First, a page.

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Posted at 1:06 PM ET, 02/18/2011

Something for the weekend: Pop-up fashion and art at Garment District

By Lavanya Ramanathan

Craig Kraft's neon light sculpture will welcome visitors to Garment District, a pop-up shop and gallery that opens on Seventh Street NW on Friday. (Photos by Lavanya Ramanathan - The Washington Post)

Have we had enough of pop-up restaurants, galleries and boutiques yet?

The latest temp-o-rama might just get you excited again. The Garment District, a venture that mixes a gallery, fashion retail space, music and workshops, has settled into a vast, raw space in Shaw once used as campaign headquarters by a few D.C. candidates.

At 1005 Seventh St. NW, the two-floor space is new neighbors with some favorite hot spots: the Passenger, the Warehouse, Civilian Art Projects and Bar 7. But thanks to the blink-and-it's-gone principle of pop-ups, it's there for just one month.

The Garment District officially opens Saturday, though you can get a sneak peek Friday at Light It Up, a bash that marks the opening at 1005 Seventh and also takes over Lux a few doors down with some of the city's revered DJs (Stereofaith, Keenan Orr, Chris Nitti, Trevor Martin and Ratt Moze) and a cash bar. (Sadly, 1005 Seventh doesn't have a liquor license.) The $10 donation will get you into both locations; proceeds go to running the space.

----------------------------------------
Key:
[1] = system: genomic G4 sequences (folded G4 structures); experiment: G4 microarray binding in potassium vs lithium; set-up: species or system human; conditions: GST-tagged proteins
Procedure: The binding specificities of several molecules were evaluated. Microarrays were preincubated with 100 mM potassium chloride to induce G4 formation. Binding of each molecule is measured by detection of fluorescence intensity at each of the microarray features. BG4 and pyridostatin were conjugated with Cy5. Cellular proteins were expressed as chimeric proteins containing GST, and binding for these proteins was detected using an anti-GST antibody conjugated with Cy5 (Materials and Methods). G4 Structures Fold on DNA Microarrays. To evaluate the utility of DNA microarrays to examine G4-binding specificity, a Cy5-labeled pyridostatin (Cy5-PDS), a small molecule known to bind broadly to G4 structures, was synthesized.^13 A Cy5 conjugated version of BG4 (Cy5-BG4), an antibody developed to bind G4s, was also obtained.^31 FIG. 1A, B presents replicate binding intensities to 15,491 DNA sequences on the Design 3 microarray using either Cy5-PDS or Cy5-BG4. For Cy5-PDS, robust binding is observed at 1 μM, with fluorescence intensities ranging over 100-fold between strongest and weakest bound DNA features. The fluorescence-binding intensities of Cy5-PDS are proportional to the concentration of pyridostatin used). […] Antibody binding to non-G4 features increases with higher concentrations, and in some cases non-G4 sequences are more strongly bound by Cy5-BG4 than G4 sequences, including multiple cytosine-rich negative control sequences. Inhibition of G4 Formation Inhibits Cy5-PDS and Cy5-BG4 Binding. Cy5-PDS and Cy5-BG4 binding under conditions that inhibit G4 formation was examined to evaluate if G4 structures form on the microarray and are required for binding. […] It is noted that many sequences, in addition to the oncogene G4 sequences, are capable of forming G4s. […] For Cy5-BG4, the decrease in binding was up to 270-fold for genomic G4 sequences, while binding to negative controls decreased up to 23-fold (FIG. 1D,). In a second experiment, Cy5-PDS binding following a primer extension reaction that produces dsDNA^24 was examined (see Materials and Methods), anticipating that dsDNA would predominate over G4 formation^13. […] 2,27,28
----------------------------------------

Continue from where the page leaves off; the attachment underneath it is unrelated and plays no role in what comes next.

After Friday, getting into the Garment District is free; like any shop or gallery, it will keep set hours, till 9 p.m. most nights, through March 20. Bands will play on Fridays and Saturdays; sewing workshops are also on tap.

A view of the first floor, where bands will play and sewing workshops will take place.

I dropped by to check out the space, organized by Jackie Hart of Singa and Alexander M. Padro of Shaw Main Streets to showcase the neighborhood and local artists and designers. Decimated sheetrock and exposed brick was the perfectly grungy backdrop for sculptures by AnaMarie Paredes, photographs by Gabriel Mellan and light sculpture by Craig Kraft. Even more exciting was the fact that it wasn't the same artists who seem to show up so often on the art-party circuit (for this you can credit curator Brandon Wetherbee).

As for fashion, I could peek in at what wasn't in garment bags and boxes, and saw quirky-twee jewelry by Rachel Pfeffer, a few denim and leopard-print purses, a silk & lambskin dress by Saint Chic, fuschia and orange capelets by Imani Danali, and stone necklaces by Ai'Kan. Yes, it's accessories-heavy. Items will run from the very affordable to about $300. The good news: They take plastic.

Cool on wheels: A ring by Rachel Pfeffer, modeled by Rosanne Ferruggia, the event's manager.

By Lavanya Ramanathan  | February 18, 2011; 1:06 PM ET
Categories:  Misc.  
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